Tauroctony 593


This is the earliest Mithraic monument showing Mithras slaying the bull.

Statue of coarse grained marble (H. 0.78 Br. 1.07). At first in Rome, afterwards in the Townley Collection, nowadays British Museum.

Mithras, slaying the bull. Three ears come out from the wound, the dog and the serpent direct their heads towards them. Behind the bull, on the ground traces of the legs of a bird (probably the raven). The two torchbearers are standing behind the bull; their heads have got lost. Cautopates points his torch downwards with both hands; Cuates holds his r.h. against the bull's tail, holding a torch with his upraised l.h.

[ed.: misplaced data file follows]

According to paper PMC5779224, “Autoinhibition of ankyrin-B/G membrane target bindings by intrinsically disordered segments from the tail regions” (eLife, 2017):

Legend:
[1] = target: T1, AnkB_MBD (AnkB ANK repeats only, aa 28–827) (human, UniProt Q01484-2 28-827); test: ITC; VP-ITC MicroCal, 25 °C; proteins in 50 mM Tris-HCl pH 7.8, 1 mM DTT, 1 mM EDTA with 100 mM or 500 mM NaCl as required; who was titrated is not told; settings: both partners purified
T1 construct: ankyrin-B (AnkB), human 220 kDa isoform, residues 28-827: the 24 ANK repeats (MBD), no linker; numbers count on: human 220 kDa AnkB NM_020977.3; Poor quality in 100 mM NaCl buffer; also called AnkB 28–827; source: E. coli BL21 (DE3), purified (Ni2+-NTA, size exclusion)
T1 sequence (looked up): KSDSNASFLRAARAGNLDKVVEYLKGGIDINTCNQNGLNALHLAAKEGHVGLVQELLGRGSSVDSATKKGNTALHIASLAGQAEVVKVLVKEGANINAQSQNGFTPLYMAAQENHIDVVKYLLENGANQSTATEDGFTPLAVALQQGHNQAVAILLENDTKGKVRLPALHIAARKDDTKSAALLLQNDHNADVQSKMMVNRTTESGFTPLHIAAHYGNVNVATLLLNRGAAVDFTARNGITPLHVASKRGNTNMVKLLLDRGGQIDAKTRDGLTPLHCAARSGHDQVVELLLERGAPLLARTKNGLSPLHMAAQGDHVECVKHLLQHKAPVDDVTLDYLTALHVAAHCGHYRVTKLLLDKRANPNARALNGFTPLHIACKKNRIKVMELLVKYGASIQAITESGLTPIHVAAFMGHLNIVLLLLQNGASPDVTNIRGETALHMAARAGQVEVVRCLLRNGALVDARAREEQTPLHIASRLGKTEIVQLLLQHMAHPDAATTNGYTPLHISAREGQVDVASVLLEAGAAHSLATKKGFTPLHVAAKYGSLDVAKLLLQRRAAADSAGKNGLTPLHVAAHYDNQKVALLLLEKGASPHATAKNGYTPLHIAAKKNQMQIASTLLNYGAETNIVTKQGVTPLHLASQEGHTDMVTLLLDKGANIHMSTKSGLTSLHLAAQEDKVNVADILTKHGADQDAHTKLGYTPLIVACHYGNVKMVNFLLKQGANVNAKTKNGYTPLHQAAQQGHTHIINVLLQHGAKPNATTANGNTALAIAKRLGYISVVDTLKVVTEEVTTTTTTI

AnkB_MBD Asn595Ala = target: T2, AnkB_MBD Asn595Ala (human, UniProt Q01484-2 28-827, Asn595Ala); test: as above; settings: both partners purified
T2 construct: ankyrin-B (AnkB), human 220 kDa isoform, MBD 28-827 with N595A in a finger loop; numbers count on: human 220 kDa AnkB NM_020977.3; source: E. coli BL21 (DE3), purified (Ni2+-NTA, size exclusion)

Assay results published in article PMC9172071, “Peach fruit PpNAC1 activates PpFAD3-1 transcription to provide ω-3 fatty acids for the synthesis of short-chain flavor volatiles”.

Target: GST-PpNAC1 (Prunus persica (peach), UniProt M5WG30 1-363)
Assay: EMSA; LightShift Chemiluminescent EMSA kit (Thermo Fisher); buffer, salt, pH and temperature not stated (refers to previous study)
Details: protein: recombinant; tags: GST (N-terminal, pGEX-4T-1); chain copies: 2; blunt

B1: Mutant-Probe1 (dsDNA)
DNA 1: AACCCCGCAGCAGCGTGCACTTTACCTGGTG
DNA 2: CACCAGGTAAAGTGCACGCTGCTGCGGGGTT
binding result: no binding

Restorations: upper part of Mithras' body from the belt, except the r. arm and the front part of the l. arm. Horns, ears and the front piece of the bull's muzzle.

The inscription tells us that it was dedicated by a certain Alcimus, steward of T. Claudius Livianus. Vermaseren and Gordon believe that this Livianus is a certain Livianus who was commander of the Praetorian guard in 101 AD, which would give an earliest date of 98-99 AD.